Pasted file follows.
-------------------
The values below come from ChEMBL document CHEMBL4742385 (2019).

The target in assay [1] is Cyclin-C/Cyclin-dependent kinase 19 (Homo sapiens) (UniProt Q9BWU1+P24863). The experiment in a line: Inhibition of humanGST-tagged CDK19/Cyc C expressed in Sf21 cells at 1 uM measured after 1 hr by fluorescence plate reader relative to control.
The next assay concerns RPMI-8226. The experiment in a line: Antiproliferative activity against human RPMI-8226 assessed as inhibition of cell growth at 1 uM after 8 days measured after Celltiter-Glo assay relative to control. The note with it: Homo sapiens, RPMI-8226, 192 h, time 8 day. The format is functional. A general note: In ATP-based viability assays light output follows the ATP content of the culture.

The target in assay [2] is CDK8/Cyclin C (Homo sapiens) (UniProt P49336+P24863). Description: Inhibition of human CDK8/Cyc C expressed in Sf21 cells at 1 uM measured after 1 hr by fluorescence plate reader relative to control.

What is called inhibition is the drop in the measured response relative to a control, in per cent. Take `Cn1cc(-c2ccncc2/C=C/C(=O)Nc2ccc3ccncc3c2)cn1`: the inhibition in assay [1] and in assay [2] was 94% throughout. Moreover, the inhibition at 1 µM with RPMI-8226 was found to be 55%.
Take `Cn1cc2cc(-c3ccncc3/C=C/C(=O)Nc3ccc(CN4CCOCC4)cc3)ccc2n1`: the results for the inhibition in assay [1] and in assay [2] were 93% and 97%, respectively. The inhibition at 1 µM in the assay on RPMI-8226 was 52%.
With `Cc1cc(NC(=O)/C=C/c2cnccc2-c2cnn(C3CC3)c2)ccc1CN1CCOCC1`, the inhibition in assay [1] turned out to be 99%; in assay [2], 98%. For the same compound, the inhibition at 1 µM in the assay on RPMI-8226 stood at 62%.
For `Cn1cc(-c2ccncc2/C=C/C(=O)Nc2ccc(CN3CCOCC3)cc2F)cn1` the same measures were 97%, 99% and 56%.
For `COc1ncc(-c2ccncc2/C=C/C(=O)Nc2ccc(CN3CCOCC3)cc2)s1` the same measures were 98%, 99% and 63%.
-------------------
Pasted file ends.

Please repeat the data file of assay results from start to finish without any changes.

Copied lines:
The values below come from ChEMBL document CHEMBL4742385 (2019).

The target in assay [1] is Cyclin-C/Cyclin-dependent kinase 19 (Homo sapiens) (UniProt Q9BWU1+P24863). The experiment in a line: Inhibition of humanGST-tagged CDK19/Cyc C expressed in Sf21 cells at 1 uM measured after 1 hr by fluorescence plate reader relative to control.
The next assay concerns RPMI-8226. The experiment in a line: Antiproliferative activity against human RPMI-8226 assessed as inhibition of cell growth at 1 uM after 8 days measured after Celltiter-Glo assay relative to control. The note with it: Homo sapiens, RPMI-8226, 192 h, time 8 day. The format is functional. A general note: In ATP-based viability assays light output follows the ATP content of the culture.

The target in assay [2] is CDK8/Cyclin C (Homo sapiens) (UniProt P49336+P24863). Description: Inhibition of human CDK8/Cyc C expressed in Sf21 cells at 1 uM measured after 1 hr by fluorescence plate reader relative to control.

What is called inhibition is the drop in the measured response relative to a control, in per cent. Take `Cn1cc(-c2ccncc2/C=C/C(=O)Nc2ccc3ccncc3c2)cn1`: the inhibition in assay [1] and in assay [2] was 94% throughout. Moreover, the inhibition at 1 µM with RPMI-8226 was found to be 55%.
Take `Cn1cc2cc(-c3ccncc3/C=C/C(=O)Nc3ccc(CN4CCOCC4)cc3)ccc2n1`: the results for the inhibition in assay [1] and in assay [2] were 93% and 97%, respectively. The inhibition at 1 µM in the assay on RPMI-8226 was 52%.
With `Cc1cc(NC(=O)/C=C/c2cnccc2-c2cnn(C3CC3)c2)ccc1CN1CCOCC1`, the inhibition in assay [1] turned out to be 99%; in assay [2], 98%. For the same compound, the inhibition at 1 µM in the assay on RPMI-8226 stood at 62%.
For `Cn1cc(-c2ccncc2/C=C/C(=O)Nc2ccc(CN3CCOCC3)cc2F)cn1` the same measures were 97%, 99% and 56%.
For `COc1ncc(-c2ccncc2/C=C/C(=O)Nc2ccc(CN3CCOCC3)cc2)s1` the same measures were 98%, 99% and 63%.